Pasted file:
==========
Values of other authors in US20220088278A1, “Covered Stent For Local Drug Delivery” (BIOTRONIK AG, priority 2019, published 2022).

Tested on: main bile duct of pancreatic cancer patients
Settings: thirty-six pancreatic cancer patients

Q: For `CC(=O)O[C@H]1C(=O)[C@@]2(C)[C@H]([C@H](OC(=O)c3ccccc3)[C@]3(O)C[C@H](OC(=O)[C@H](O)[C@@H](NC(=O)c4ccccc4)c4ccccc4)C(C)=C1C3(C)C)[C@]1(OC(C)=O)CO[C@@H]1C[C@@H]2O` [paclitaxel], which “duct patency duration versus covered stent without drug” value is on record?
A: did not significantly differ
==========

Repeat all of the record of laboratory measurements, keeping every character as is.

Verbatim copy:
Values of other authors in US20220088278A1, “Covered Stent For Local Drug Delivery” (BIOTRONIK AG, priority 2019, published 2022).

Tested on: main bile duct of pancreatic cancer patients
Settings: thirty-six pancreatic cancer patients

Q: For `CC(=O)O[C@H]1C(=O)[C@@]2(C)[C@H]([C@H](OC(=O)c3ccccc3)[C@]3(O)C[C@H](OC(=O)[C@H](O)[C@@H](NC(=O)c4ccccc4)c4ccccc4)C(C)=C1C3(C)C)[C@]1(OC(C)=O)CO[C@@H]1C[C@@H]2O` [paclitaxel], which “duct patency duration versus covered stent without drug” value is on record?
A: did not significantly differ